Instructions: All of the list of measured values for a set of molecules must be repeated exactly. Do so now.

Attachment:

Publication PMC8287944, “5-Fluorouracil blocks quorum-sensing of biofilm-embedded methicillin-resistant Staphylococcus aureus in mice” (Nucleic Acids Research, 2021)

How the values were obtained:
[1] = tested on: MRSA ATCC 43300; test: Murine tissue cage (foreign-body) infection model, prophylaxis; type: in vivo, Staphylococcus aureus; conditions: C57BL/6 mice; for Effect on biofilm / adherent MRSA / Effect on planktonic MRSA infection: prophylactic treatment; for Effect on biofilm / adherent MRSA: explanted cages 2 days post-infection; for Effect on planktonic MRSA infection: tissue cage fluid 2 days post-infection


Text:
Publication PMC8287944, “5-Fluorouracil blocks quorum-sensing of biofilm-embedded methicillin-resistant Staphylococcus aureus in mice” (Nucleic Acids Research, 2021)

How the values were obtained:
[1] = tested on: MRSA ATCC 43300; test: Murine tissue cage (foreign-body) infection model, prophylaxis; type: in vivo, Staphylococcus aureus; conditions: C57BL/6 mice; for Effect on biofilm / adherent MRSA / Effect on planktonic MRSA infection: prophylactic treatment; for Effect on biofilm / adherent MRSA: explanted cages 2 days post-infection; for Effect on planktonic MRSA infection: tissue cage fluid 2 days post-infection